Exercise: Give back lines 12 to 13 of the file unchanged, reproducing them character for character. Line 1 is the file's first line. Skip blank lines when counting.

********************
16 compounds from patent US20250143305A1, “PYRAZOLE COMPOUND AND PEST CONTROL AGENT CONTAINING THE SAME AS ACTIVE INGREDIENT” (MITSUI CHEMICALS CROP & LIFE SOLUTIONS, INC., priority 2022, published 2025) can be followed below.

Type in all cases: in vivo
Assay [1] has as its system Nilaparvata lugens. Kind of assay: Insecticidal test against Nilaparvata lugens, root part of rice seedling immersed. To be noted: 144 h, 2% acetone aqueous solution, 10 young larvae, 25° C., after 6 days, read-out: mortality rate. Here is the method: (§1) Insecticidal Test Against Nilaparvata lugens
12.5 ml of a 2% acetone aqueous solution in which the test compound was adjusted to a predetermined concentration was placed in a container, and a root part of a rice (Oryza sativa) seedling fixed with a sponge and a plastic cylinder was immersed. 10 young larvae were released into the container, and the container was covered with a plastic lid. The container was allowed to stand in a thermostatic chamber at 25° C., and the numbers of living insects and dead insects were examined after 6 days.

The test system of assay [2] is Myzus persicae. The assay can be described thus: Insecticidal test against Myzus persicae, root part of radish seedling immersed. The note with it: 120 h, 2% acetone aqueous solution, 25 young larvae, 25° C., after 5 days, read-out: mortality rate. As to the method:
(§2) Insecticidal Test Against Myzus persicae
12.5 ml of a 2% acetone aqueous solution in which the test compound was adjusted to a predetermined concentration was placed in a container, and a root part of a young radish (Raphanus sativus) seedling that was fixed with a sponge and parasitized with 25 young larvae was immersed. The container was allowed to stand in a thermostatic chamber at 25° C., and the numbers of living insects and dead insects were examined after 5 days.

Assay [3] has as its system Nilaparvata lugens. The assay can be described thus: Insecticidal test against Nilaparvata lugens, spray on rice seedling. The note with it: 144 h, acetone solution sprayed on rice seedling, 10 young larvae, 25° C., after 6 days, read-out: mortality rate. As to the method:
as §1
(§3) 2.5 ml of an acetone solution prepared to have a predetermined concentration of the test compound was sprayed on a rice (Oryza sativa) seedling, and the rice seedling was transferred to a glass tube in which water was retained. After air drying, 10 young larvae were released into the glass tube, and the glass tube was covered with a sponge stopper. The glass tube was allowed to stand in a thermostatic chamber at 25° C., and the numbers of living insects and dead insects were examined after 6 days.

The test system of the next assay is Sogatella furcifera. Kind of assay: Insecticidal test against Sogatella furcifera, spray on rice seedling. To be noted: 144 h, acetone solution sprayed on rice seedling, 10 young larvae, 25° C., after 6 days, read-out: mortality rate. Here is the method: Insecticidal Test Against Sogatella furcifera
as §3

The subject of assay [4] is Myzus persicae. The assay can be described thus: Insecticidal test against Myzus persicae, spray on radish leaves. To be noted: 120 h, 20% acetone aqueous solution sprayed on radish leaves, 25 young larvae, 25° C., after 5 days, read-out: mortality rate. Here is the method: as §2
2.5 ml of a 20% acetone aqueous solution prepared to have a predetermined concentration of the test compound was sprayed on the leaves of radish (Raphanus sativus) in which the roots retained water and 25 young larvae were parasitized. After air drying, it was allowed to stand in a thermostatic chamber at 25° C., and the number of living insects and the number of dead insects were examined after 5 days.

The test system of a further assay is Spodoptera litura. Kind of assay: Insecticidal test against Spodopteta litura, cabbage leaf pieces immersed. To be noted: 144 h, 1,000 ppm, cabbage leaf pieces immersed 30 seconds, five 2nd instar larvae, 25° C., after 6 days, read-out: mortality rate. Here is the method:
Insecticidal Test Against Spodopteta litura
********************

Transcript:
as §3

The subject of assay [4] is Myzus persicae. The assay can be described thus: Insecticidal test against Myzus persicae, spray on radish leaves. To be noted: 120 h, 20% acetone aqueous solution sprayed on radish leaves, 25 young larvae, 25° C., after 5 days, read-out: mortality rate. Here is the method: as §2